Now that Professor Gates has been falsely arrested, a Massachusetts lawyer who has bemoaned the statute which was used to charge and arrest Professor Gates, offers that statute as the most stupid in the land.
Lawyer Matthew S. Cameron has a series of posts concerning the history of the law that the Cambridge Police used to arrest Professor Gates, beginning with Part I:
But, like the man said, the past isn’t dead … it isn’t even past. For as much as there is to love about having a constitution and an attorney’s oath that are at least twice as old as most American states, it also means that we sometimes have to live with statutes that are just as old–or older.(An Idle And Disorderly Statute, Part I). Matthew also bemoans the breadth of a statute that covers anything from Professors in their own home to romantics out in public parks:
Our legislature’s woeful failure to update some of our creakiest and most ancient statutes seems to be driven by the same philosophy that has kept the cult of King James going in certain Christian circles: If it was good enough in 1620, it’s good enough for 2008.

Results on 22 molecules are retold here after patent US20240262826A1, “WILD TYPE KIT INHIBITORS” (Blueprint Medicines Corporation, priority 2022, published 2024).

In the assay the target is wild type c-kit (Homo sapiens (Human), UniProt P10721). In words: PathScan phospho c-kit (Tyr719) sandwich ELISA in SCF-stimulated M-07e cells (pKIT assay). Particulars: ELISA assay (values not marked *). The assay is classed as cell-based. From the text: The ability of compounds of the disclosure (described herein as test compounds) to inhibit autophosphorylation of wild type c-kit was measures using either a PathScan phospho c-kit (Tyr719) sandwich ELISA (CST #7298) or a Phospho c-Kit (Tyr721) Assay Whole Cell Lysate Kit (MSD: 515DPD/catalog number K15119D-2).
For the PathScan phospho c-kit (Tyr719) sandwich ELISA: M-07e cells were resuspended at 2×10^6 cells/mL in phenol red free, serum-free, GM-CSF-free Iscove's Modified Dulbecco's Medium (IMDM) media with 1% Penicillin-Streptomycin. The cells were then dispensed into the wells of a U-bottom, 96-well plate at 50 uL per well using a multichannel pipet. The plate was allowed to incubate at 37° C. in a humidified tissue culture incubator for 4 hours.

Take G.L.c. 272 Sec. 53 (…please!). Although it’s usually referenced as the “disorderly conduct” statute, it is actually a tasty smorgasbord of old-timey criminality.
The accosting and annoying provision of [Sec. 53] as it now reads is impermissibly and unconstitutionally underinclusive, in that it excuses an entire potential class of perpetrators while concurrently failing to protect their victims solely on the basis of their respective genders. As such, this provision’s strikingly anachronistic, unmistakably paternalistic, and quintessentially Puritanical language and intent are outshone only by the luminous glare of its arrant unconstitutionality.(An Idle And Disorderly Statute, Part II). Matthew sums it up and gets to the gravamen of the matter when he concludes, in 2008 well before the false arrest of Professor Gates, that:
... this may well be one of the stupidest criminal charges in the Mass. General Laws—if not any state criminal code—now in regular active use.(ibid, emphasis added). Thus, when President Obama said the Cambridge Police acted stupidly in arresting Professor Gates, we know of one Massachusetts expert lawyer who whole heartedly agrees (and even agreed way before the President said it!).
It seems to be axiomatic that if a law is stupid, then enforcement of that law is also stupid. If a law is the stupidest, then enforcement of that law is also the stupidest.